Our international scientific radar network consists of 35 high frequency (HF) radars located in both the Northern and Southern Hemispheres.
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The Super Dual Auroral Radar Network (SuperDARN) is a global network of scientific radars monitoring conditions in the near-Earth space environment. SuperDARN Canada, which has its headquarters at the University of Saskatchewan, is the Canadian contribution to the international SuperDARN program.
The radars are synchronized to scan together, allowing researchers to monitor space weather conditions in the Earth’s magnetosphere—the magnetic bubble that protects the Earth from direct impact by the solar wind. Changes in the speed and density of the solar wind, as well as the direction of the interplanetary magnetic field, affects the motion of charged particles in the Earth’s magnetosphere and ionosphere. These changes are connected to disturbances in space that produce both beautiful displays of the northern lights and detrimental effects on Earth affecting important modern infrastructure including satellites, power grids, pipelines, radio communications and space station radiation hazards. The data collected by SuperDARN worldwide, the analysis of this data, and the resulting information, contributes to the scientific understanding of space weather that has the potential to provide tangible benefits, implications, and impact across many sectors; including radio and satellite communication, pipelines and power grids.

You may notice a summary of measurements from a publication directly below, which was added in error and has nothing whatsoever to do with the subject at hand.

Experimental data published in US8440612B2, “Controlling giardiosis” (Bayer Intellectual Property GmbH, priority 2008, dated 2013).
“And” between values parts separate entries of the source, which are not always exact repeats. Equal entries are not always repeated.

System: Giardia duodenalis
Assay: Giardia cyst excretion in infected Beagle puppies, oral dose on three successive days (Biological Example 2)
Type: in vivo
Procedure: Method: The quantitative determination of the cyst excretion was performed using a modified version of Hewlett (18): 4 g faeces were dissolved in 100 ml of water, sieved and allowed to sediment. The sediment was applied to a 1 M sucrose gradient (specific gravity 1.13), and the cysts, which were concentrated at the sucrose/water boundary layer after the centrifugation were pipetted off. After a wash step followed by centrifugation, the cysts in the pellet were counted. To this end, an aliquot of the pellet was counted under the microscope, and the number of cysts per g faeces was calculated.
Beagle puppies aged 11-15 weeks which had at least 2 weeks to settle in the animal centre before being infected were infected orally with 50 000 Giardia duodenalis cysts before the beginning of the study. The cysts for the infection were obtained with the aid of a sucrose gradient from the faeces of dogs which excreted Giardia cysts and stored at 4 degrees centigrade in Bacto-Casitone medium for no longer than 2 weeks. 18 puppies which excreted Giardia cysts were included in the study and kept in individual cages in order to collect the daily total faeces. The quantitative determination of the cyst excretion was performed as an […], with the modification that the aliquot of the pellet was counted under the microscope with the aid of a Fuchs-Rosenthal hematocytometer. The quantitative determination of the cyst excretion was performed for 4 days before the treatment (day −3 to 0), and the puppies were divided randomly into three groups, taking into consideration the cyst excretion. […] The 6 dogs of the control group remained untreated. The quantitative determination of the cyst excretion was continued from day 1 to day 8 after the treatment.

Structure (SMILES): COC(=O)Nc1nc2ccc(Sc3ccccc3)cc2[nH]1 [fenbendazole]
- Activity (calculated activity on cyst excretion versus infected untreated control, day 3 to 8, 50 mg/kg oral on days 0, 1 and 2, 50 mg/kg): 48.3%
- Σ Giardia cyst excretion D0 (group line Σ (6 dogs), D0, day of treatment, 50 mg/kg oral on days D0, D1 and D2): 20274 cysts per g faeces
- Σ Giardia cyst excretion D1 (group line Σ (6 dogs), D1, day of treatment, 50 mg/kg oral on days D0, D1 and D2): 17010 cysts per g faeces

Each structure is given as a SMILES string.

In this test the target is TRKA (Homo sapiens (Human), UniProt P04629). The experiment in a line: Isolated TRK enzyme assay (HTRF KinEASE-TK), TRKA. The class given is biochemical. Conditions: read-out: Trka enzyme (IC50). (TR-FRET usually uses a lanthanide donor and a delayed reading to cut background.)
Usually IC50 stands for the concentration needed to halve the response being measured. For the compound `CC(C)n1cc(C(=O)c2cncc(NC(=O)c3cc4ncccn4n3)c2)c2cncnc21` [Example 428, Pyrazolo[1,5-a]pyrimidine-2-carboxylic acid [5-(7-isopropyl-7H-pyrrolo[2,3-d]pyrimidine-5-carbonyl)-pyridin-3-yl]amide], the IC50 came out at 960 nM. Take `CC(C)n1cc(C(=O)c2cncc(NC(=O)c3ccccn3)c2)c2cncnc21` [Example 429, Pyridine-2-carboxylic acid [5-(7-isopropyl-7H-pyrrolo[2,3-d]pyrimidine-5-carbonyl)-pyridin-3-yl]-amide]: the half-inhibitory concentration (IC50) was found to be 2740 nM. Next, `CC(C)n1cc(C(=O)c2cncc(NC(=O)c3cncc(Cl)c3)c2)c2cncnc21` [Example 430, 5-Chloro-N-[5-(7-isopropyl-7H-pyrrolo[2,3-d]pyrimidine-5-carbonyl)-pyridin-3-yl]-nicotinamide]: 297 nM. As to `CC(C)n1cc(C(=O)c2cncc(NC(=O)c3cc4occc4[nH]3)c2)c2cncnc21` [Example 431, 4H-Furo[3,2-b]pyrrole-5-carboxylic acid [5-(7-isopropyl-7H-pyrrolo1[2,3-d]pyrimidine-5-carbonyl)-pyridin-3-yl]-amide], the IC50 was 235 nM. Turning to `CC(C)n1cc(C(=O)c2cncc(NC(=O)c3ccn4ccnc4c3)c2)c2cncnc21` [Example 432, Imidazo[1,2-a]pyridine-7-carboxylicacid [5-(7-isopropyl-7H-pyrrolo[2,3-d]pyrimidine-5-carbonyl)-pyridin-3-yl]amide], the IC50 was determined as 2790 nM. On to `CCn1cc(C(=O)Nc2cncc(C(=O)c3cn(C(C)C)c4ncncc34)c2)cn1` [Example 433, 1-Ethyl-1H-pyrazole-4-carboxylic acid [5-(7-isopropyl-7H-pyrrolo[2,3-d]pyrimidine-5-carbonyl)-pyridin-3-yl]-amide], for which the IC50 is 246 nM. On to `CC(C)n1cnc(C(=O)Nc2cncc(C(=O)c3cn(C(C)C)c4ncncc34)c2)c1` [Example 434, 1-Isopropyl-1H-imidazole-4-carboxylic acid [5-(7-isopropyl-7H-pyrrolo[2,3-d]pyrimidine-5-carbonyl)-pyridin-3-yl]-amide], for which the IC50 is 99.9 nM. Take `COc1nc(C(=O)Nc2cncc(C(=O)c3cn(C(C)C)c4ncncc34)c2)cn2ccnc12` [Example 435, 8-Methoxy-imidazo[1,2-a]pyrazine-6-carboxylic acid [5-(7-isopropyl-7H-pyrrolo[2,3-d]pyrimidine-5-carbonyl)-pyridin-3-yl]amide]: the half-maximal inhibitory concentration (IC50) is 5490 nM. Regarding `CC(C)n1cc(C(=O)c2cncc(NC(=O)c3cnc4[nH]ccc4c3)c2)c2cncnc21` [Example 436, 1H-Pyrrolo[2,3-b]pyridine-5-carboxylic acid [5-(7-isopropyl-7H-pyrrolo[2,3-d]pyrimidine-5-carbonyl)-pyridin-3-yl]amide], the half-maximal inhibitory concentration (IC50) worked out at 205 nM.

In the 1970s and 1980s, the Scandinavian Twin Auroral Radar Experiment (STARE) very high frequency (VHF) coherent scatter radars were used to study field aligned E region ionospheric irregularities. Using two radars with overlapping fields of view, it was possible to determine the 2D velocity vector of E region ionospheric plasma flow.However, irregularities were only observed when the radar wavevector was perpendicular to the magnetic field in the scattering region. This meant that there was a problem with operating at VHF since VHF frequencies don't allow for very much refraction of the transmitted radar wave vector; thus, the perpendicularity requirement could not be easily met at high latitudes. At HF frequencies, however, refraction of the radar wavevector is greater, and this allows for the perpendicularity requirement to be met at high latitudes. Refraction of radio waves in the ionosphere is a complicated non-linear phenomenon governed by the Appleton–Hartree equation.